Cardamom Cake with While Pears & White Chocolate
Yield: serves 6-8
For the pears:
- 3 medium-size crisp, firm pears (such as Bose), peeled but whole, with the stem left on
- 1 (750-ml) bottle dry white wine
- 1 ¼ cups (250 g) sugar
- 4 cloves
- 3 star anise
- 8 cardamom pods
- 2 cinnamon sticks
For the cake:
- 1 ½ cups plus 2 tablespoons [200 grams] butter, softened, plus extra for greasing
- 1 cup sugar
- 4 eggs
- 1 ½ cups self-rising flour
- 1 generous tablespoon ground cardamom
- Pinch of salt
- 3 ounces white chocolate
Poach the pears: In a large saucepan, combine the pears, wine, sugar, cloves, star anise, cardamom, and cinnamon and poach for 30 minutes over low heat.
Take the pears out of the liquid and set aside to cool. Add 2 ½ cups (500 ml) water to the poaching liquid and boil to 1 reduce the liquid by half. Let cool.
Make the cake: Preheat the oven to 350°F.
Using a hand mixer, beat the butter and sugar in a large bowl until creamy. Beat in the eggs one at the time. Don’t add a new egg until the previous one is incorporated.
Sift the flour, cardamom, and salt over the batter and fold it in.
Butter a 9-by-5-inch (1.5 1) loaf pan and line it with parchment paper. Butter the parchment paper.
Spoon the batter into the pan. Press the pears in, stem end up. Bake for 40 minutes, until a toothpick inserted into the cake 1 part comes out clean.
Allow to cool in the pan, then gently remove the cake from the pan to a rack to cool completely.
Very carefully melt the chocolate: Set a heatproof bowl over a pan of simmering water, making sure the bowl doesn’t touch 1 the water. Stir the chocolate in the bowl until melted. Using 1 a spoon, drizzle the chocolate over the cake and create nice stripes on top.
Let the chocolate dry for a bit and serve the cake in thick slice with the reduced pear syrup poured on top.
Source: Home Made Winter by Yvette van Boven [Stewart, Tabori & Chang, 2012]
Yesterday I blogged a little book in the Storey Basics line: How to Make Ice Cream by Nicole Weston. Nicole has another book in this series that is equally excellent: Making Frozen Vegan Treats. Okay, I know, you see the word “vegan” and you begin to think … Vegans have sweet tooths, too, folks. In fact the subtitle of this book is “50 Recipes for Nondairy Ice Creams, Sorbets, Granitas and Other Delicious Desserts.” There are idea aplenty here for everyone, vegan or not. Good things.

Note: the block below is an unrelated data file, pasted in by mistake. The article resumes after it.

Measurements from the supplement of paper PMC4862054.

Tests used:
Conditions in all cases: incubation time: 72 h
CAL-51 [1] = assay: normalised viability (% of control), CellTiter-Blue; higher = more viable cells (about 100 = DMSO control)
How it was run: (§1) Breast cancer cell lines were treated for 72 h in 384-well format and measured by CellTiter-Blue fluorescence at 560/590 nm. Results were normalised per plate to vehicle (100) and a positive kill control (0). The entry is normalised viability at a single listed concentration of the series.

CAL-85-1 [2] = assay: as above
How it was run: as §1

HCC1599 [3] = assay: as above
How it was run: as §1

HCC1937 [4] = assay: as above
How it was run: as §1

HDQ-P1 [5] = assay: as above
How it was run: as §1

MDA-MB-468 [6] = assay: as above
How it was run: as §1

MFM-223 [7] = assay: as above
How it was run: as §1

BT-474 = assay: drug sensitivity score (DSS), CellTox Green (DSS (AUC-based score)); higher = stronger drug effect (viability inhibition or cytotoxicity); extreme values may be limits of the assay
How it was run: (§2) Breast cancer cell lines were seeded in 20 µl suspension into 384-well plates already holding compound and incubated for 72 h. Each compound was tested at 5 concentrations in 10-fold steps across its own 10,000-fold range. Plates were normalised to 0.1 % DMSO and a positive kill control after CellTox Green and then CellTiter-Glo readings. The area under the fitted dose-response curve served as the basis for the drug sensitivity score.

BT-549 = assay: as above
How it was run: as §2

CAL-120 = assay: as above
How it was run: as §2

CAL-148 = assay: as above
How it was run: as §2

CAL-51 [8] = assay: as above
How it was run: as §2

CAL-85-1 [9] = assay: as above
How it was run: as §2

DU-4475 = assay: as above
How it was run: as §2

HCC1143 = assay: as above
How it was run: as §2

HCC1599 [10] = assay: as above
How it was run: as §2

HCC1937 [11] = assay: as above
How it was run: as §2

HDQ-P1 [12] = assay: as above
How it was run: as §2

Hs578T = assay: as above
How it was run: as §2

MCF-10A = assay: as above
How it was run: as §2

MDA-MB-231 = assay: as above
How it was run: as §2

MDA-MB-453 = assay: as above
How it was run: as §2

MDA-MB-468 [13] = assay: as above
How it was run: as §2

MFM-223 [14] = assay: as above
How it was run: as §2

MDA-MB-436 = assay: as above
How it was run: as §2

The Storey line of books, Storey Basics, are short, simple and attractive introductions to lifestyle topics, from knitting to beading to cooking. These books are portable, a compact 5” X 7”, and come at a price point of about $9. These books are nostalgic, looked like some of those little cookbooks from the 50s and 60s that were “modern” then and now seem perfectly quaint.
These are more than quaint between the covers of this book.
Here’s a rundown of the book’s seven chapters [with some representative recipes!]:
- Soy Milk Ice Creams
- Almond Milk Ice Creams
Peanut Butter and Banana
Mocha Almond Fudge
- Coconut Milk Ice Creams
Raspberry and Lime
- Sorbets and Granitas
Tangerine and Olive Oil
Honeydew and Mint
Banana Pudding Pops
Blueberry Balsamic Pops
Root Beer Float Pops
Avocado and Lime Creamsicles
- Ice Cream Sandwiches and Other Frozen Treats
Maple Chocolate Chip Cookies
- Sauces and Toppings
Dark Chocolate Fudge Sauce
Vegan Salted Caramel Sauce
Coconut Cream Whipped Cream
As you can see, there are contemporary flavors here: the Chai Tea, the Horchata or the Avocado and Lime Creamsicles. Plus there are lovely combinations of flavors — that Strawberry Watermelon Sorbet or the Root Beer Float Pops — that let you enjoy old favorites in new textures and shapes.
The ideas here will please adults and children. It’s the perfect book for a summer vacation. Pack the kids, some fruit, and your ice cream maker. Spend an evening over the barbeque and making popsicles with your kids. Life is short. There is never enough time for all the sweetness you and your family deserve. This is a book with something for everyone at your table.